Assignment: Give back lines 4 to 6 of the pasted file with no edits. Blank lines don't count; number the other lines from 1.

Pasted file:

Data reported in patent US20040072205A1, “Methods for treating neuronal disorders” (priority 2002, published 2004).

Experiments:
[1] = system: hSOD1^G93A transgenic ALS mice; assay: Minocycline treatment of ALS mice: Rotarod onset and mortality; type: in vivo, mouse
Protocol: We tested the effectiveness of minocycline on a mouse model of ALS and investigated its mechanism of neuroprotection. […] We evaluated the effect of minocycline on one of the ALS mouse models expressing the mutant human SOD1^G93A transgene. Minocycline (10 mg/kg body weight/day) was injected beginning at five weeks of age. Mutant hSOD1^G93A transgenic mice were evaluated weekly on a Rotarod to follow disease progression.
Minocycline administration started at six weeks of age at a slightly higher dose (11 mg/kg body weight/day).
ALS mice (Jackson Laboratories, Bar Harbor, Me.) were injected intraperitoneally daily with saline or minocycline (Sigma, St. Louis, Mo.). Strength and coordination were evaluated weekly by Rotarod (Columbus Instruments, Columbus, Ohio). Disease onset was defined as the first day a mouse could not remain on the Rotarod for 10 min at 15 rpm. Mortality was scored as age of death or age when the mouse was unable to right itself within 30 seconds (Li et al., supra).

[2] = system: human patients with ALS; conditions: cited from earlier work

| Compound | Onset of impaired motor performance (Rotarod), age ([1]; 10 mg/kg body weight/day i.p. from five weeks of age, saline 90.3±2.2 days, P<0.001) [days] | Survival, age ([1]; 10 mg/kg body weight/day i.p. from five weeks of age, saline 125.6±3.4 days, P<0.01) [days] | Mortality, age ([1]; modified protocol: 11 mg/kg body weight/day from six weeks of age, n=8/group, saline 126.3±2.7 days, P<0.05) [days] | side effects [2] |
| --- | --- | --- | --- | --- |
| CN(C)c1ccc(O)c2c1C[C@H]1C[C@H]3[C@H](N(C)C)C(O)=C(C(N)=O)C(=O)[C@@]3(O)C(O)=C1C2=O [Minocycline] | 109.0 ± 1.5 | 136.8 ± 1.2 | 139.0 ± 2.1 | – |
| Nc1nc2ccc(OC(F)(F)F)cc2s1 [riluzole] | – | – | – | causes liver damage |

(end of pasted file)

Protocol: We tested the effectiveness of minocycline on a mouse model of ALS and investigated its mechanism of neuroprotection. […] We evaluated the effect of minocycline on one of the ALS mouse models expressing the mutant human SOD1^G93A transgene. Minocycline (10 mg/kg body weight/day) was injected beginning at five weeks of age. Mutant hSOD1^G93A transgenic mice were evaluated weekly on a Rotarod to follow disease progression.
Minocycline administration started at six weeks of age at a slightly higher dose (11 mg/kg body weight/day).
ALS mice (Jackson Laboratories, Bar Harbor, Me.) were injected intraperitoneally daily with saline or minocycline (Sigma, St. Louis, Mo.). Strength and coordination were evaluated weekly by Rotarod (Columbus Instruments, Columbus, Ohio). Disease onset was defined as the first day a mouse could not remain on the Rotarod for 10 min at 15 rpm. Mortality was scored as age of death or age when the mouse was unable to right itself within 30 seconds (Li et al., supra).